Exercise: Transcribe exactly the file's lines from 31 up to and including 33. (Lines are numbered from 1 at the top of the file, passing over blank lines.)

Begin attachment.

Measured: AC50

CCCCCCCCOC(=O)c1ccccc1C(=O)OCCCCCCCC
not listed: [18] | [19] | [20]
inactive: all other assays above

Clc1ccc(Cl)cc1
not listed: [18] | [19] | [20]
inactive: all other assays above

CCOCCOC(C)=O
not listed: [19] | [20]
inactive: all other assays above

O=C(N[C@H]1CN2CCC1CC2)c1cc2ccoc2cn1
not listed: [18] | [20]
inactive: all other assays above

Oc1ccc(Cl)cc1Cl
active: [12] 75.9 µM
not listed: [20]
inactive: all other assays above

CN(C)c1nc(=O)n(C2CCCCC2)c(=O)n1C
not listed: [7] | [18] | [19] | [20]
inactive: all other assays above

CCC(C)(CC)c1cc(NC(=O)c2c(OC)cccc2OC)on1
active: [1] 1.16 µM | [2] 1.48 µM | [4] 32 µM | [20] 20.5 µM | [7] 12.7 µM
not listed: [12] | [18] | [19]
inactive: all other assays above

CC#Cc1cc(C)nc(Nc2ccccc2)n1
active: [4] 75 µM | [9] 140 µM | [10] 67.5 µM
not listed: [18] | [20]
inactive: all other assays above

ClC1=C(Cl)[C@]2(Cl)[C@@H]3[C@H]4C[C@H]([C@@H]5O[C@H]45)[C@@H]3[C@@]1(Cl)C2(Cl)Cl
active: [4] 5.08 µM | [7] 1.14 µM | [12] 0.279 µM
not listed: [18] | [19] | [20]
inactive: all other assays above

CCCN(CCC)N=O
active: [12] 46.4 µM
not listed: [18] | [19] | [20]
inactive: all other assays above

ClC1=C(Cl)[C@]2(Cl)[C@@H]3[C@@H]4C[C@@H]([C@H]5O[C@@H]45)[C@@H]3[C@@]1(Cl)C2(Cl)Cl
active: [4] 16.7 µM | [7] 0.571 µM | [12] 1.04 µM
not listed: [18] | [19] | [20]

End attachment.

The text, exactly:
not listed: [18] | [19] | [20]
inactive: all other assays above

CCCN(CCC)N=O